Saturday, May 31, 2014
Unsafe Travels: Losing St. Christopher by David-Michael Harding
Losing St. Christopher is the second novel in David-Michael Harding’s Cherokee Trilogy. Like the first book, Cherokee Talisman, there is exciting action, interesting historical background, very good character development, and great descriptions of Georgia and Carolina in the 1800s. The second novel continues the story of Totsuhwa a revered warrior/shaman of the Cherokee nation. The tribal leader has seen the “white” politicians and military officers offer treaties and solemn promises to his people only to watch them disregard their written words. Land is annexed illegally from the vast Cherokee homeland for U. S. federal and civilian use. Totsuhwa has resisted the decisions of his fellow tribal leaders to give in and cede their land to keep peace. Gradually, the Cherokee are pushed to the Western areas of their nation by the increasing U. S. economic interests in property, gold, and other abundant natural resources.
The displacement of Cherokee communities accelerates in Losing St. Christopher even though there has been a concerted effort by Cherokee men to assimilate into the white culture. The reasoning of tribal leaders has been that learning English in addition to their native tongue Tsalagi and adopting U. S. clothing and legal customs will somehow save their Cherokee homeland. Even the renowned warrior/shaman Totsuhwa and his wife Galegi send their son Chancellor to a missionary school to learn the white ways. Chancellor excels in his studies and cultural assimilation and sees opportunities for himself and the Cherokee people to protect their heritage. He also works independently to maintain the Cherokee warrior/shaman skills taught to him by his father. Chancellor keeps his fighting fitness and quick aggressive reactions when threatened.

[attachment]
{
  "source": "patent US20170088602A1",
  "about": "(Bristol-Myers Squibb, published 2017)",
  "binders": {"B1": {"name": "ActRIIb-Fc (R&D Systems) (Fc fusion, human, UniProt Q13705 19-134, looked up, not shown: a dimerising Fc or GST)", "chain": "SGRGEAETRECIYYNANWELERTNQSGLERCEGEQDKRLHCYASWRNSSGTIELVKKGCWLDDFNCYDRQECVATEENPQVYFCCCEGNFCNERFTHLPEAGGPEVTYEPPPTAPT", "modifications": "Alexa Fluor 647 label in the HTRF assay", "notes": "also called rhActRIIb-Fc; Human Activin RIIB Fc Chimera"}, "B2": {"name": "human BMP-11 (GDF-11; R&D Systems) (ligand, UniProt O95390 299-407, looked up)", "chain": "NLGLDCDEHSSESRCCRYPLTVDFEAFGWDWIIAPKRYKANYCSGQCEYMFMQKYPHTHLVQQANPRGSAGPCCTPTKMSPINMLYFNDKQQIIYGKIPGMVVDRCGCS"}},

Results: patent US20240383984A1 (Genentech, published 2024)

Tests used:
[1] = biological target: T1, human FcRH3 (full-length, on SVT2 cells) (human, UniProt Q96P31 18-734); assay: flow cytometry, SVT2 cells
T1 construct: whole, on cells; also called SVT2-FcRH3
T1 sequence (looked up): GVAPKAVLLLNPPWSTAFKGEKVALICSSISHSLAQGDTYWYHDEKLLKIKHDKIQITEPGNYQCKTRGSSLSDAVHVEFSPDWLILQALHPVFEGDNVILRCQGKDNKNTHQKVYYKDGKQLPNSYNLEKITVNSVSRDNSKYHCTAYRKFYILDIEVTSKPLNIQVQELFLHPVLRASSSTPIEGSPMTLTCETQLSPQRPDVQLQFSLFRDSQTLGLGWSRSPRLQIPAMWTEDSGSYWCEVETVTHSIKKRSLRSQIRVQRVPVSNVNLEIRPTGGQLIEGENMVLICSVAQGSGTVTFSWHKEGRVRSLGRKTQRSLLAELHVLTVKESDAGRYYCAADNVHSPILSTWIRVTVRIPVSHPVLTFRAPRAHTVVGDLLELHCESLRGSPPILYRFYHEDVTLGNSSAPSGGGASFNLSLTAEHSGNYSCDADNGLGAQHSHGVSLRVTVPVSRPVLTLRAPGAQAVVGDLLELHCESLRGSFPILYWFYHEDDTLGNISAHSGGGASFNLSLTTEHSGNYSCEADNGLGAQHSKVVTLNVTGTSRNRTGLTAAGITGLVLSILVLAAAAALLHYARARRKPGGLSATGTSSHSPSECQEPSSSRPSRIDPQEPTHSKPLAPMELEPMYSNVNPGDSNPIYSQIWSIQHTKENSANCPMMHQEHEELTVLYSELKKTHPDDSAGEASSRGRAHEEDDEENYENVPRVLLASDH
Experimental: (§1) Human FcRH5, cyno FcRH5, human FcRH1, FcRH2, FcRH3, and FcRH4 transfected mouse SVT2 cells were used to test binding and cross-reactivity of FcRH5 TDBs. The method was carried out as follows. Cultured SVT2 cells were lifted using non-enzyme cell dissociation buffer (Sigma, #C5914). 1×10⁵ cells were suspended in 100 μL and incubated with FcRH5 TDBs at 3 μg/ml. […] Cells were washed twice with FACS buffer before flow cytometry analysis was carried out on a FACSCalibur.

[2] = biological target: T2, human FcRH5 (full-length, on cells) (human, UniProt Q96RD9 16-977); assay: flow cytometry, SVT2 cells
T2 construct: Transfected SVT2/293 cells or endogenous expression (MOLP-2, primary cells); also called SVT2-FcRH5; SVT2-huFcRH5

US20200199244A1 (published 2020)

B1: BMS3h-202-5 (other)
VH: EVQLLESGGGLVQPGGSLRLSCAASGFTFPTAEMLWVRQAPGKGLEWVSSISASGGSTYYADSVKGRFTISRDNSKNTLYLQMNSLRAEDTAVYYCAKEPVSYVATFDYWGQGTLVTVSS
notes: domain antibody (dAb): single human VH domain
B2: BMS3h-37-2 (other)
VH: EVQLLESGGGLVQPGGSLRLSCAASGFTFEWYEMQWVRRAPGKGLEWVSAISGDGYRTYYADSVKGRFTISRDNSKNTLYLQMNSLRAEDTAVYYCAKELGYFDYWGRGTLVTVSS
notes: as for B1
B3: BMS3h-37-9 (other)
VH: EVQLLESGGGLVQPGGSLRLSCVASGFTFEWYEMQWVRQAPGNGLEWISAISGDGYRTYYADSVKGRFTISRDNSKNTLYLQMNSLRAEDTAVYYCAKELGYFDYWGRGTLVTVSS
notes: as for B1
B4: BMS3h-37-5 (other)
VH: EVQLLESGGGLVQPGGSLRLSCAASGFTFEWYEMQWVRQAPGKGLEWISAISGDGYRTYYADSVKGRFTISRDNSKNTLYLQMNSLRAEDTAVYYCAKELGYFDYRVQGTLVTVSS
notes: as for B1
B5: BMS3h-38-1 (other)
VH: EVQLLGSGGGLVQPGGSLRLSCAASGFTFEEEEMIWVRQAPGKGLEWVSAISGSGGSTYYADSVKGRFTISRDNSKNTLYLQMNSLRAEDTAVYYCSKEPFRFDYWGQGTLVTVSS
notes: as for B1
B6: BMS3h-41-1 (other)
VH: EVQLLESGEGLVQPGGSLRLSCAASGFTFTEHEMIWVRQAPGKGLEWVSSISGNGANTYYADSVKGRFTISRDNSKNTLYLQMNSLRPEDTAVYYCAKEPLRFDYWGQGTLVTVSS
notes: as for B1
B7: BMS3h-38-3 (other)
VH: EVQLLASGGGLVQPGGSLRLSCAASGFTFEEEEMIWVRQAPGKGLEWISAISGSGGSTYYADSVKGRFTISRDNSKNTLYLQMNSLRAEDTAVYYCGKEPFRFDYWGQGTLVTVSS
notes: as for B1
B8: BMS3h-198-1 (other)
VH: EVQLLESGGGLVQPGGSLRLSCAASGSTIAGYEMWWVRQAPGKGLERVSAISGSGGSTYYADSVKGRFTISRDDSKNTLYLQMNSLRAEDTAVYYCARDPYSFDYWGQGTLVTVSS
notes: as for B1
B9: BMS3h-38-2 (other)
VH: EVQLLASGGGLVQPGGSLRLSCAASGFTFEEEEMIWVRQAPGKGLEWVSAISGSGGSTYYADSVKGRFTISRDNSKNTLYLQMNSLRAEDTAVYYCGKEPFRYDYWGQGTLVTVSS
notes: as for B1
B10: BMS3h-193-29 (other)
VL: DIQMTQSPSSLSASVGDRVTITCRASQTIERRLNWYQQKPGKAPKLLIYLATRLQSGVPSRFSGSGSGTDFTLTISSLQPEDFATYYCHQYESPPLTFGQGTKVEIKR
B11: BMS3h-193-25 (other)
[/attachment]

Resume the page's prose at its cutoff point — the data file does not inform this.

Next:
The westward push of the Cherokee regulated by federal and state laws is enforced by U. S. Army and Georgia state troops. Totsuhwa and Chancellor are caught up in the Cherokee resistance movement that includes both legal and, when necessary, violent action. The independent stories of the two Cherokee warriors involve actions that are more on the violent side for the older man and more accepting of the legal side for the younger man. Father and son come together with deadly intent as a result of enforced “Removal” laws. They experience the destruction of their culture, personal and general, at an ever increasing rate and scope. Both Cherokee leaders are severely injured by the tragic “Trail of Tears” banishment of native people from their own land.
As with the first novel in the trilogy, Losing St. Christopher is an exciting, historically informative, and culturally balanced tale of a very volatile period in U. S. history. The writing is simple and direct and the dialogue is realistic and appropriate. The stories continued from the Cherokee Talisman and proceeded at a rapid pace in volume two. The “Talisman” from book one was an arrowhead symbolizing the early history of the Cherokee people. They were hunters who used arrows to provide food and warriors who were ready to defend their land from invaders with arrows. The St. Christopher’s Medal from book two symbolizes the safety implied in two cultures traveling together in mutual respect and dignity toward common goals. Losing St. Christopher was a sad time indeed. I give both of these novels my highest recommendation to readers of all genres of literature. (A review of book one follows this review.)